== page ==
Getting my period back brought me huge joy but it is not the end of the road. Now I have to relearn how to look after my body.. I want to eat well and move my body but I don’t know how to go about it any more. Everything I learned from the past is a no go and I feel totally lost. I need to discover where my boundaries are – what can I do? how much is too much? Right now I am remaining cautious and I am very aware that I could easily slip back into old patterns.

It seems like I am in this for the long haul but I wouldn’t have it any other way 🙂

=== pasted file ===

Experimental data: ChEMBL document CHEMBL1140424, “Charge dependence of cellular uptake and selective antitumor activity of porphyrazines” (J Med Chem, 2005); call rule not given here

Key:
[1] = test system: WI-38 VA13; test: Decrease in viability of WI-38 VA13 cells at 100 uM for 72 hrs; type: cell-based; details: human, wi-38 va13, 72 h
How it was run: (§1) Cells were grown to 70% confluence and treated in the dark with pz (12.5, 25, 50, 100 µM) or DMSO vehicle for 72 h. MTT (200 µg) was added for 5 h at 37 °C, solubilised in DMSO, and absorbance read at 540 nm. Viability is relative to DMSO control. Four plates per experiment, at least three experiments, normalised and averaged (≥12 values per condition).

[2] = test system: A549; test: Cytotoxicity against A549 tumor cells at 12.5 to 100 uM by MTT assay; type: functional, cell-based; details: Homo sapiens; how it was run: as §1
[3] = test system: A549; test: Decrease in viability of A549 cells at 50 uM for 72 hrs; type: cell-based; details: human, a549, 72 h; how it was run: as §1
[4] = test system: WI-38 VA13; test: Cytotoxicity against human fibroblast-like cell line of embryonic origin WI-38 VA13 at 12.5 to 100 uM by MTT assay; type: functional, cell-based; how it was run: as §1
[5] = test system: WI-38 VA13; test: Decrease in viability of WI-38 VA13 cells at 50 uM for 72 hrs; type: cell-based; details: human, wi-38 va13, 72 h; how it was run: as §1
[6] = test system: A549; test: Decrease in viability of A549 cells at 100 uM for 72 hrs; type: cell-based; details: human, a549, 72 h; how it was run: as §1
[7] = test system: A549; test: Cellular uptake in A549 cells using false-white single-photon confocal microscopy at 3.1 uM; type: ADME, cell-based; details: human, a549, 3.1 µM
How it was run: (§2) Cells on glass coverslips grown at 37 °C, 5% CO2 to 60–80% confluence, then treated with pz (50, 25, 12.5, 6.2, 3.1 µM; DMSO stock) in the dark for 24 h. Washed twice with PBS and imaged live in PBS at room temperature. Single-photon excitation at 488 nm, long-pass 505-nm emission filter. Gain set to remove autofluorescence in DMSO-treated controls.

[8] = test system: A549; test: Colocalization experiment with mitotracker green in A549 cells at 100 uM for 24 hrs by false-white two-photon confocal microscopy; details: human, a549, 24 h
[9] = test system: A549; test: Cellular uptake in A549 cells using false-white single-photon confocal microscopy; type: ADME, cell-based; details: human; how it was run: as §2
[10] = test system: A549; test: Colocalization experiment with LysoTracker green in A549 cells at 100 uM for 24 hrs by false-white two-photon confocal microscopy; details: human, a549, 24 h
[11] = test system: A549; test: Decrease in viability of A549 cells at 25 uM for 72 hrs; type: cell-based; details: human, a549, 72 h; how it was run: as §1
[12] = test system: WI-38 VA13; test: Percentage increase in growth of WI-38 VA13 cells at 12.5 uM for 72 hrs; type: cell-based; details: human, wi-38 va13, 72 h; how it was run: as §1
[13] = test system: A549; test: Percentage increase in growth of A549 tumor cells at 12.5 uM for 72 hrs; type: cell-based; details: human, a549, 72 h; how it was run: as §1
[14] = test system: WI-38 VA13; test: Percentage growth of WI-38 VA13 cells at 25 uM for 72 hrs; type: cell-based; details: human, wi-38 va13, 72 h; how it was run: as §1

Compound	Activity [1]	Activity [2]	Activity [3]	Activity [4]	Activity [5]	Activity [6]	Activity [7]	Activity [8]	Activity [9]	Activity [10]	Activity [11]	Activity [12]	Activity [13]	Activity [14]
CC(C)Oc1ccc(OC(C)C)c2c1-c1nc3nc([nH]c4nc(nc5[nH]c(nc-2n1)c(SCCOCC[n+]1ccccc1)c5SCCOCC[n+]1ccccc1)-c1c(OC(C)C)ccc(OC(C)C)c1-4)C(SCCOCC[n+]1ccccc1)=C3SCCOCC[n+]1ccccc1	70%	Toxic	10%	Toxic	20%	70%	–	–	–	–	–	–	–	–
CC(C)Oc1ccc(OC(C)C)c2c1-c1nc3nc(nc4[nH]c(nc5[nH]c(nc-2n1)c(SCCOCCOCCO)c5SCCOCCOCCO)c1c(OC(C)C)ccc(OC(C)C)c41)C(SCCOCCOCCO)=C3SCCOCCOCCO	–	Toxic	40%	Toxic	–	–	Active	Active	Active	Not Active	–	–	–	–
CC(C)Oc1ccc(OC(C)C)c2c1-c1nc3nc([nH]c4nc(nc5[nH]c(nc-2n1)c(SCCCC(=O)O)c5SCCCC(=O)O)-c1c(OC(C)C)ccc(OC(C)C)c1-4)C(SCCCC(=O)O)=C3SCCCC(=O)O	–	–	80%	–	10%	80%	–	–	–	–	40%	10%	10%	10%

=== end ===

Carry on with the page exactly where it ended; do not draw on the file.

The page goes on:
Amy

HA recovery diaries #5 I DID IT

I never expected that this day would come so quickly on only diary entry number 5 but here it is.. I got my period back!! After 8 years of amenorrhea, BAM it is back. I am so so happy I can’t stop smiling and telling everyone I see!

I posted my recovery story in Nicola Rinaldi’s No Period Now What facebook group so I am just going to share this post as I don’t have time to write a separate entry today. I am so full of gratitude to Nicola and also to Meret Boxler and her Life Unrestricted podcast for helping open my mind and get my life back. Also big thanks to Hannah Lipman from The Healing Woman for supporting me throughout this journey!

So here it is…